Benitto Mussolini was hanged in Piazzale Loreto after he was executed. The location was incorrect in a Style story yesterday. (Published 4/30/92)

ROME -- Mobile phone in one hand, a bouquet of flowers in the other, newly elected Italian parliament member Alessandra Mussolini made her way across the packed floor of the elegantly somber Italian Chamber of Deputies last week dressed in a salmon silk blouse, pale beige jacket and miniskirt.

After raising a fuss with a fellow member who was sitting in a chair she felt was rightly hers -- the one her grandfather, Benito Mussolini, occupied for a year before he was elected dictator of fascist Italy -- Mussolini resigned herself to a back bench and promptly called her mother on her phone.

So began the first day of the political career of the Honorable Deputy of the Chamber Alessandra Mussolini, just a few days shy of the 47th anniversary of the death of her grandfather, who was shot by Italian partisans and strung up by his toes in Milan's Piazza del Duomo on April 28, 1945.

Mussolini, a 29-year-old ex-starlet, represents the Italian Socialist Movement (MSI) party, which contains the remnants of the fascist legacy begun by "Il Duce" five decades ago.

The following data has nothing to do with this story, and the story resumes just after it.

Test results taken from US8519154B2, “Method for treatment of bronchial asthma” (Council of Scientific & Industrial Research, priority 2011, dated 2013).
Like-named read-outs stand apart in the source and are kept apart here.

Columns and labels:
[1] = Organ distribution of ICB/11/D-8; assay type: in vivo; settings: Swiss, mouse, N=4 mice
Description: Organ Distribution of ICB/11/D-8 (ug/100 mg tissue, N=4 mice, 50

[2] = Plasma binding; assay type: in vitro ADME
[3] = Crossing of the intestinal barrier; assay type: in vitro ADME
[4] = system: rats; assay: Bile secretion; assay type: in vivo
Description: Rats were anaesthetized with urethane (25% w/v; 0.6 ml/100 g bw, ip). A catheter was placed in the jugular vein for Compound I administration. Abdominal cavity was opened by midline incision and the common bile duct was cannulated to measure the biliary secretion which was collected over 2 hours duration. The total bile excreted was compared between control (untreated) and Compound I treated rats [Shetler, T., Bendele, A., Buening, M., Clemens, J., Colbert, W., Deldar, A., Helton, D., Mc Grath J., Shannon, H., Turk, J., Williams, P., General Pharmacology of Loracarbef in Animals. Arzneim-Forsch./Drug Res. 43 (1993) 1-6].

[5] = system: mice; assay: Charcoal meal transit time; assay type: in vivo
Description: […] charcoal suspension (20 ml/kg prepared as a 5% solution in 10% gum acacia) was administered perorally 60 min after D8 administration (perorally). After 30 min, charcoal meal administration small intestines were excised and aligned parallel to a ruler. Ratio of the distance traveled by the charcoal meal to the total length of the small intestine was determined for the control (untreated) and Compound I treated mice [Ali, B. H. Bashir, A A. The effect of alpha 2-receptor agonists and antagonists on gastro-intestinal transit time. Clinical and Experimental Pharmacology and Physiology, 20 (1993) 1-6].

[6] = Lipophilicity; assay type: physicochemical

She doesn't like to talk about her grandfather, but she's faithful to his memory. Upon winning the election on April 6, Mussolini told reporters the first thing she was going to do was to place flowers on his grave "and say a prayer for him, thank him and ask him to protect me."

Within just a few months, Mussolini has become the star she has sought to be for years. A movie career of mostly B-rated films never carried her to the big time, even with the help of her aunt, actress Sophia Loren, and the notoriety of her name. Today, however, everyone in Italy is talking about her. Photos of her raising her arm in the fascist salute are replacing the cheesecake of the past.

Because of her new-found fame and busy schedule, actually getting her to sit down for more than a five-minute sound bite takes stamina, smooth talking and, as always in Italy, patience. Just before the questions were to begin during an interview a few days ago, the shrill ring of the mobile phone in her oversized leather briefcase interrupted. "I've got to change this number," she moaned.

She's small with gloriously green eyes and pouting lips with slightly protruding teeth, very similar to her aunt. She's dressed in a gray pin-striped suit with a very short skirt. A golden chain with pearl baubles hangs around her neck.

Hanging up the phone, she says, "I have very little time." It seems that she'll be driving down to Naples in 20 minutes for business and then departing for northern Italy with her family to attend a church service in memory of her grandfather.

Finally settling down in a chair in a parliament conference room and resting her hands in her lap, the tone of her voice becomes clear and confident. She deflects questions about her personal life, but becomes animated when she talks about politics. She sounds committed, but she doesn't yet have concrete solutions for the country's ills.